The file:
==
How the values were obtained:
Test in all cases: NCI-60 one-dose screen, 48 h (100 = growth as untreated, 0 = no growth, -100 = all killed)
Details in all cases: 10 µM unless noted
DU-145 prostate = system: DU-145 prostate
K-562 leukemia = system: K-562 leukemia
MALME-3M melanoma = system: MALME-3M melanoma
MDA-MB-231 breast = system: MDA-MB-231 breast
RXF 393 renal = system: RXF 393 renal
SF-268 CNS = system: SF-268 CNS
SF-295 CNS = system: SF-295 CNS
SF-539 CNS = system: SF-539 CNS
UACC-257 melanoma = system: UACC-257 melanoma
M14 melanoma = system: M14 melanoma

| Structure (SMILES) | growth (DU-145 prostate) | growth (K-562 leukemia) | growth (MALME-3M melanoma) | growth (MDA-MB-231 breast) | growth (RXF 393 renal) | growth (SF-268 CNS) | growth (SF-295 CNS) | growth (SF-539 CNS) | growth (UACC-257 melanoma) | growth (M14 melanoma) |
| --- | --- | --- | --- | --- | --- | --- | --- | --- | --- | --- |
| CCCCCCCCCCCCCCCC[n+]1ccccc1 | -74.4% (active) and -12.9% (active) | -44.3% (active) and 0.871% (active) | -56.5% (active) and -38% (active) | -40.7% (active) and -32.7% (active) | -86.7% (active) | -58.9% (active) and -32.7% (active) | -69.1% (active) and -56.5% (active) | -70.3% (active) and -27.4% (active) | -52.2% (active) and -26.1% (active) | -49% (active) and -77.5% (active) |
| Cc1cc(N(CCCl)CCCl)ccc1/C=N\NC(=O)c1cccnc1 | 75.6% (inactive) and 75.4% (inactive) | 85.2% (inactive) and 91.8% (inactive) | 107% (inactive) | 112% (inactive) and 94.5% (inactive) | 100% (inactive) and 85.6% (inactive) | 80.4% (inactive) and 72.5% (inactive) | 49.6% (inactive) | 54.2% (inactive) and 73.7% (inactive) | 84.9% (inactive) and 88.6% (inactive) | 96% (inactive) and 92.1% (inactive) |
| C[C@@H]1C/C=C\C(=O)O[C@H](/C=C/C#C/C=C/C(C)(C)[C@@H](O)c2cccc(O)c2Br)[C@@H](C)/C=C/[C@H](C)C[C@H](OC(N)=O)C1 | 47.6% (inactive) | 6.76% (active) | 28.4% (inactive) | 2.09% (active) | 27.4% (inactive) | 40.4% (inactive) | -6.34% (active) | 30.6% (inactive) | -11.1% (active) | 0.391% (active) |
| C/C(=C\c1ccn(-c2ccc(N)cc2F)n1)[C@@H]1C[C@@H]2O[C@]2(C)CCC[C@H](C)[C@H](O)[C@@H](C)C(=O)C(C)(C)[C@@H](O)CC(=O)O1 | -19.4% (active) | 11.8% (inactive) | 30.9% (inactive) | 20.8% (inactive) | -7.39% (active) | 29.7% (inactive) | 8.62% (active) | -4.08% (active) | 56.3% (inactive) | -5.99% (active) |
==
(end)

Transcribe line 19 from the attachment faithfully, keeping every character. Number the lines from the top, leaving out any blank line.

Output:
| C/C(=C\c1ccn(-c2ccc(N)cc2F)n1)[C@@H]1C[C@@H]2O[C@]2(C)CCC[C@H](C)[C@H](O)[C@@H](C)C(=O)C(C)(C)[C@@H](O)CC(=O)O1 | -19.4% (active) | 11.8% (inactive) | 30.9% (inactive) | 20.8% (inactive) | -7.39% (active) | 29.7% (inactive) | 8.62% (active) | -4.08% (active) | 56.3% (inactive) | -5.99% (active) |